Hon. Leonie Hiscutt MLC
Inaugural speech: 29 May 2013
CONSOLIDATED FUND APPROPRIATION BILL (No. 1) 2013 (No. 33)
CONSOLIDATED FUND APPROPRIATION BILL (No. 2) 2013 (No. 34)
Noting of Budget Paper
Mrs HISCUTT (Montgomery - Inaugural) - Mr President and fellow councillors, although I am new to this honourable place facing this daunting task of my first speech, I find comfort in the fact that you have all been here before. You know what it is that I am feeling at this moment - the excitement, the nerves, and of course the deep sense of honour.
Overwhelmed by the vote of confidence placed in me by the people of Montgomery, I am equally wary of the weight of responsibility and trust that is now mine to bear. Today I take this rare opportunity, with the indulgence of the chamber, to tell you who I am, why I am here and what I hope to achieve.
Before I do so, however, I would like to congratulate the new President, acknowledge my fellow councillors and thank you all for your warm welcome. I am very pleased that the member for Pembroke was re-elected and I find her presence very comforting. I would also like to acknowledge the help and support I received through the election campaign from my family and friends.
I am very pleased and honoured to be a member of the Liberal Party and I bring with me their traditional beliefs to this chamber. At the same time, I would like to make it clear that while I come here as a member of the Liberal team, I genuinely want to work as a member of the Council for the benefit of all Tasmanians. I should admit that I did write this speech shortly after the election and that I was anticipating a warm welcome but I am pleased to add that you have not let me down with your many phone calls, offers of assistance, caring natures and the odd joke.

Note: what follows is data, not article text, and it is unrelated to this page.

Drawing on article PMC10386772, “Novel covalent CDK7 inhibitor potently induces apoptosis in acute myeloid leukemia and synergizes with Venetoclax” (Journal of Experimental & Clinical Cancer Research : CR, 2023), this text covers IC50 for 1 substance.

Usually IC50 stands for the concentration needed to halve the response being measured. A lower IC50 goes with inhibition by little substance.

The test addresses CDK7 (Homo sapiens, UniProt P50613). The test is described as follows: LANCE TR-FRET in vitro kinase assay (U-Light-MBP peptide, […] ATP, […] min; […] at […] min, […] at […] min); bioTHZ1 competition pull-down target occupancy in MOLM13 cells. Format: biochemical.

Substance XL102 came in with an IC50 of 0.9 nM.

I must pay tribute to the retiring member for Montgomery whom I have the great honour of succeeding. The Honourable Sue Smith is a true inspiration and tireless worker for her community. On many occasions, I have said that Sue has large shoes that I one day hope to fill but on hearing this recently, Sue said that she would encourage people to walk in their own shoes and to make their own pathways. These are not the first wise words I have heard from Sue and they will not be the last. I am grateful that she has offered to be only a phone call away.